Effects of second-hand smoke on infants

Most pregnant women are aware of the negative effects of smoking on their unborn baby and quit smoking during pregnancy. Unfortunately, some are not aware that second-hand can also be very dangerous for infants. Some doctors argue that it can pose even greater risks as the baby inhales the smoke directly. Having the mother’s placenta as protection is an advantage for unborn babies. But frequent exposure to cigarette smoke during pregnancy is also extremely dangerous.

There are also social situations in which it is hard to avoid passive smokers. However, here is what to need to know about the effects of second-hand smoke on your child.

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Effects of second-hand smoke on infants

  • Greatly increases the risk of SIDS in infants. The risk can increase by more than 300%, especially if both parents are smokers. It was observed that babies take longer breathing pauses when exposed to cigarette smoke.  
  • Cigarette smoke contains cyanhydric acid, an actual poison that attacks the respiratory system, as well as the heart and brain. Exposure can lead to palpitations, breathing issues, asthma attacks, vomiting etc. There are hundreds of dangerous substances contained in cigarette smoke, many of which are known carcinogens.
  • Through the inflammation of the airway, exposure to second-hand smoke can also lead to allergic reactions. Some allergies can start to manifest as the child grows older.
  • Passive smoking can lead to an increase of bad cholesterol. This can affect the developing heart of an infant. The toxins present in cigarette smoke also cause heart rhythm abnormalities.
  • Brain development is also affected by second hand smoke. Nicotine can inhibit reflexes, create muscle problems, interfere with breathing regulation and more. Some infants are also at risk of developing ADHD (attention deficit disorder) due to passive smoking.
  • Respiratory infections are more common in infants exposed to cigarette smoke. The most common include bronchitis and pneumonia. In more serious cases, second hand smoke can cause respiratory failure in infants. Many children worldwide are rushed to the emergency room due to respiratory issues caused by cigarette smoke.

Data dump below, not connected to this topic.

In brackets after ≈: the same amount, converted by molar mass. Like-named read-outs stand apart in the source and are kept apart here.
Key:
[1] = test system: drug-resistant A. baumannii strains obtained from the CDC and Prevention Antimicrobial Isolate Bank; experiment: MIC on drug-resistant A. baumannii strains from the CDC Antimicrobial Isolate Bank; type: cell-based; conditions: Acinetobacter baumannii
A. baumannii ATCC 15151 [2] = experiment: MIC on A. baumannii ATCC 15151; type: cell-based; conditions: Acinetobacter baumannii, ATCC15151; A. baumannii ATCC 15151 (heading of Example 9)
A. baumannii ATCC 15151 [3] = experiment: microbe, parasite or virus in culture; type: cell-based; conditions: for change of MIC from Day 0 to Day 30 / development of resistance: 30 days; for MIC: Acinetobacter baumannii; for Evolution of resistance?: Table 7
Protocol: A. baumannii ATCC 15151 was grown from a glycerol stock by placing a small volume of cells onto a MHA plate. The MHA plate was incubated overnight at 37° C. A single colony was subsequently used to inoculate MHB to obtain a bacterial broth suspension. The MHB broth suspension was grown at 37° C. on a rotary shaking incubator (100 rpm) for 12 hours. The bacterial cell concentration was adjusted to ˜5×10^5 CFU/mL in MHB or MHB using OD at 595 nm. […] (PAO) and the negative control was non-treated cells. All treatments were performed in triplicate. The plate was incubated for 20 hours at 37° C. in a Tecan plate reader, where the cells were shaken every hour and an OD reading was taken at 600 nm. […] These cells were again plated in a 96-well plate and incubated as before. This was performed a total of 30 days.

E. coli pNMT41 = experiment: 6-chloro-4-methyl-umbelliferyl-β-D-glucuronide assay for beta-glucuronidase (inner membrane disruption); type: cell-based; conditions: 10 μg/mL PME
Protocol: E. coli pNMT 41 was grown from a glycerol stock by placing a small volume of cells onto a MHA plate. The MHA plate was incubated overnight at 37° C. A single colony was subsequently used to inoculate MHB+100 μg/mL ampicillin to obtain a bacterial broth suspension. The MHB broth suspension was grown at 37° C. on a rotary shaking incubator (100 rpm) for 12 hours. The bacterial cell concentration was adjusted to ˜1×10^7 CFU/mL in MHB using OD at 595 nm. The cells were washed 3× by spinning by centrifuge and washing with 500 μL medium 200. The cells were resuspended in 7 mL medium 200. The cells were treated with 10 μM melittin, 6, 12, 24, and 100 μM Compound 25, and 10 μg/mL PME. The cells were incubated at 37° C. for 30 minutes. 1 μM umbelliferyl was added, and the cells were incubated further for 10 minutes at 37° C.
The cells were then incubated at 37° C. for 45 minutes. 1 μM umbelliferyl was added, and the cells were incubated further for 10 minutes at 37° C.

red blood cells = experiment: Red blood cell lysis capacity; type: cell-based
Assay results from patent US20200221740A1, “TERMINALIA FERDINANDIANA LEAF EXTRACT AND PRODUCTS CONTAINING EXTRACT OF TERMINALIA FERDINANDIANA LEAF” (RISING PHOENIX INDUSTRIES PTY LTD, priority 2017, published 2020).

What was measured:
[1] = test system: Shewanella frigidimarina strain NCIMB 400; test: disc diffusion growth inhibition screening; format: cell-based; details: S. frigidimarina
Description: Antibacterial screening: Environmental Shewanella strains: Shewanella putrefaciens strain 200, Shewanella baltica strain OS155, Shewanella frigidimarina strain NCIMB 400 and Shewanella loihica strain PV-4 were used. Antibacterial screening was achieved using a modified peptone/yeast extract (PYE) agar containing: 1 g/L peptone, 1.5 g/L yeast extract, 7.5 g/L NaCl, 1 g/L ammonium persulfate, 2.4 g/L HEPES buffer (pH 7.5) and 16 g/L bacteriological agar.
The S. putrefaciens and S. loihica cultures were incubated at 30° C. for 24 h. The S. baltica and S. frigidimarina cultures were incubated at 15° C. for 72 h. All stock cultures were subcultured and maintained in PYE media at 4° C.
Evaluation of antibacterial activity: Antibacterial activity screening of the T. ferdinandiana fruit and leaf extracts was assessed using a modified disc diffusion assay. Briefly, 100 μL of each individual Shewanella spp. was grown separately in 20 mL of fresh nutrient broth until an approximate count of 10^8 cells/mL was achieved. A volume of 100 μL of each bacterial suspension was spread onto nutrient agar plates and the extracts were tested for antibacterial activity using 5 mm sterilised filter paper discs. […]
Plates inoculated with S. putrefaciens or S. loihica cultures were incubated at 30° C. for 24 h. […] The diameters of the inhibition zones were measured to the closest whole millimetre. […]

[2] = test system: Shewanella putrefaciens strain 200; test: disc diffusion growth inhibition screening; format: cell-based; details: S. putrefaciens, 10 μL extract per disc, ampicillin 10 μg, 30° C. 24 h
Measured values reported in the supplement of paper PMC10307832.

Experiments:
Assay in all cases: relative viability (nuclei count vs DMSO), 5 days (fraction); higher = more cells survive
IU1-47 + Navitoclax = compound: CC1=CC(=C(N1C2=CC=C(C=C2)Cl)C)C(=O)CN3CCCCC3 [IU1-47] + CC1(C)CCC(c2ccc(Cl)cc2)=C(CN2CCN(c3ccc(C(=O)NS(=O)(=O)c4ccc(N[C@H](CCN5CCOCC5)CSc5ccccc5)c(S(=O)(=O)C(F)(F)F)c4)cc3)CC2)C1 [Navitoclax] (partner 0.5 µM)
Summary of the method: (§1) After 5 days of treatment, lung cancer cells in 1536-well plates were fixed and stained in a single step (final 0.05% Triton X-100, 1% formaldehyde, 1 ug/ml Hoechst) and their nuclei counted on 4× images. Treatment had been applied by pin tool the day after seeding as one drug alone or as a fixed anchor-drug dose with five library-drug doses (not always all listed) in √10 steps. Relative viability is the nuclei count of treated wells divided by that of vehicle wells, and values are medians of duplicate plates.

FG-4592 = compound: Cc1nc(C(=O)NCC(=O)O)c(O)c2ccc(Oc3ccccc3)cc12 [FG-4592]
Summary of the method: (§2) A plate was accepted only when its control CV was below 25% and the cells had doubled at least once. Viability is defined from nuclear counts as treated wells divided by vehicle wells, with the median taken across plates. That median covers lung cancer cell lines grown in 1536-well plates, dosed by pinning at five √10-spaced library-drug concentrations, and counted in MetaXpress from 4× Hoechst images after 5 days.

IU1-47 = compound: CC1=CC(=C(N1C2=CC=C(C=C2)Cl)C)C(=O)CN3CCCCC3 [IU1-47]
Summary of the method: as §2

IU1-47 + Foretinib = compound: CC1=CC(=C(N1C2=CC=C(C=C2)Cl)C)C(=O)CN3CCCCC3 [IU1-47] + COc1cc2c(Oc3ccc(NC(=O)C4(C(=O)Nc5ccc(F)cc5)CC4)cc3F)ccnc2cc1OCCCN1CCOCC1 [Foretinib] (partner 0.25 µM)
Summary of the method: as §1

• Middle ear infection is an affection that affects many infants who are exposed to cigarette smoke.
  • Addiction to nicotine is frequent in children that inhaled second hand smoke early on in life. The child might not even smoke at all and present withdrawal symptoms.
  • The infant can also become more irritable and have sleeping problems if parents smoke. Anxiety and depression can also manifest at some point during childhood.
  • The risk of cancer also increases considerably, especially lung cancer.


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As can be seen, second-hand smoke can create as many problems as smoking itself. The risks are higher for infants and children because they are more sensitive. Their bodies are developing fast. Early childhood sets the basis for future health. It can be much more harder to treat a chronic illness later on.

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This is why it is important for parents to make concious efforts to keep the child away from cigarette smoke. This includes not smoking in confined spaces (at home, in the car etc.), as well as staying away from places where smoking is permitted. Those who need to smoke should do so outside and away from the child.

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